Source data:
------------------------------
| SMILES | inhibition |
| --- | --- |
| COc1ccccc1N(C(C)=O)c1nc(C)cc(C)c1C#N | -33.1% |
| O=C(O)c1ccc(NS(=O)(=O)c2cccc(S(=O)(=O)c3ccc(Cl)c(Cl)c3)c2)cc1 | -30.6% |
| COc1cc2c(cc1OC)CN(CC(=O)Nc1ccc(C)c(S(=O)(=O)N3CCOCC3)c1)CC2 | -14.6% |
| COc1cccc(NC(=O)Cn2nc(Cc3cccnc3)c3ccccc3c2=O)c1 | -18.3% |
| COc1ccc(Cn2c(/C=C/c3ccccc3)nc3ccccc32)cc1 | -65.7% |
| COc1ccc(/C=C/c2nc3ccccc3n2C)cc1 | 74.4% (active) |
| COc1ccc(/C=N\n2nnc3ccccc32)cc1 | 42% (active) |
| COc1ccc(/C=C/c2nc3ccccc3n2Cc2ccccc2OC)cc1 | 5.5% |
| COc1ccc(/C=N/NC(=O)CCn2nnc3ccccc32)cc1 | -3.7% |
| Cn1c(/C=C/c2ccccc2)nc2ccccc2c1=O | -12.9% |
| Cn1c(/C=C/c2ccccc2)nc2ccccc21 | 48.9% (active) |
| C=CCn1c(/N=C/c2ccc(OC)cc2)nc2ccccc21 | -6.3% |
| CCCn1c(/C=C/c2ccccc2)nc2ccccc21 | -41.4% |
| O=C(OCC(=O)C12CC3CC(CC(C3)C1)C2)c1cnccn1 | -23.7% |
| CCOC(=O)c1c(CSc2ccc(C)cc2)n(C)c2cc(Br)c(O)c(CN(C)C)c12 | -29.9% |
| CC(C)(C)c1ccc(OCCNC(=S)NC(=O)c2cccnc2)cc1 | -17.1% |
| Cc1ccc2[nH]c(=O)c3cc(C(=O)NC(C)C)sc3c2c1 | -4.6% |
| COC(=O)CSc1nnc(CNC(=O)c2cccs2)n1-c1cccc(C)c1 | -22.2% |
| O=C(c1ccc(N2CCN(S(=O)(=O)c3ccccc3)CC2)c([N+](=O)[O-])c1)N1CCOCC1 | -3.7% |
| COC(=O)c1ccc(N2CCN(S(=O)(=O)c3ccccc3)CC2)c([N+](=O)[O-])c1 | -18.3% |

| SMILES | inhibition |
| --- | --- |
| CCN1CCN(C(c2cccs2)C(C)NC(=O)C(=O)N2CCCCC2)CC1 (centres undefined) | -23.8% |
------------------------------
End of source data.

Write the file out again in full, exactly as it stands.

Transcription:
| SMILES | inhibition |
| --- | --- |
| COc1ccccc1N(C(C)=O)c1nc(C)cc(C)c1C#N | -33.1% |
| O=C(O)c1ccc(NS(=O)(=O)c2cccc(S(=O)(=O)c3ccc(Cl)c(Cl)c3)c2)cc1 | -30.6% |
| COc1cc2c(cc1OC)CN(CC(=O)Nc1ccc(C)c(S(=O)(=O)N3CCOCC3)c1)CC2 | -14.6% |
| COc1cccc(NC(=O)Cn2nc(Cc3cccnc3)c3ccccc3c2=O)c1 | -18.3% |
| COc1ccc(Cn2c(/C=C/c3ccccc3)nc3ccccc32)cc1 | -65.7% |
| COc1ccc(/C=C/c2nc3ccccc3n2C)cc1 | 74.4% (active) |
| COc1ccc(/C=N\n2nnc3ccccc32)cc1 | 42% (active) |
| COc1ccc(/C=C/c2nc3ccccc3n2Cc2ccccc2OC)cc1 | 5.5% |
| COc1ccc(/C=N/NC(=O)CCn2nnc3ccccc32)cc1 | -3.7% |
| Cn1c(/C=C/c2ccccc2)nc2ccccc2c1=O | -12.9% |
| Cn1c(/C=C/c2ccccc2)nc2ccccc21 | 48.9% (active) |
| C=CCn1c(/N=C/c2ccc(OC)cc2)nc2ccccc21 | -6.3% |
| CCCn1c(/C=C/c2ccccc2)nc2ccccc21 | -41.4% |
| O=C(OCC(=O)C12CC3CC(CC(C3)C1)C2)c1cnccn1 | -23.7% |
| CCOC(=O)c1c(CSc2ccc(C)cc2)n(C)c2cc(Br)c(O)c(CN(C)C)c12 | -29.9% |
| CC(C)(C)c1ccc(OCCNC(=S)NC(=O)c2cccnc2)cc1 | -17.1% |
| Cc1ccc2[nH]c(=O)c3cc(C(=O)NC(C)C)sc3c2c1 | -4.6% |
| COC(=O)CSc1nnc(CNC(=O)c2cccs2)n1-c1cccc(C)c1 | -22.2% |
| O=C(c1ccc(N2CCN(S(=O)(=O)c3ccccc3)CC2)c([N+](=O)[O-])c1)N1CCOCC1 | -3.7% |
| COC(=O)c1ccc(N2CCN(S(=O)(=O)c3ccccc3)CC2)c([N+](=O)[O-])c1 | -18.3% |

| SMILES | inhibition |
| --- | --- |
| CCN1CCN(C(c2cccs2)C(C)NC(=O)C(=O)N2CCCCC2)CC1 (centres undefined) | -23.8% |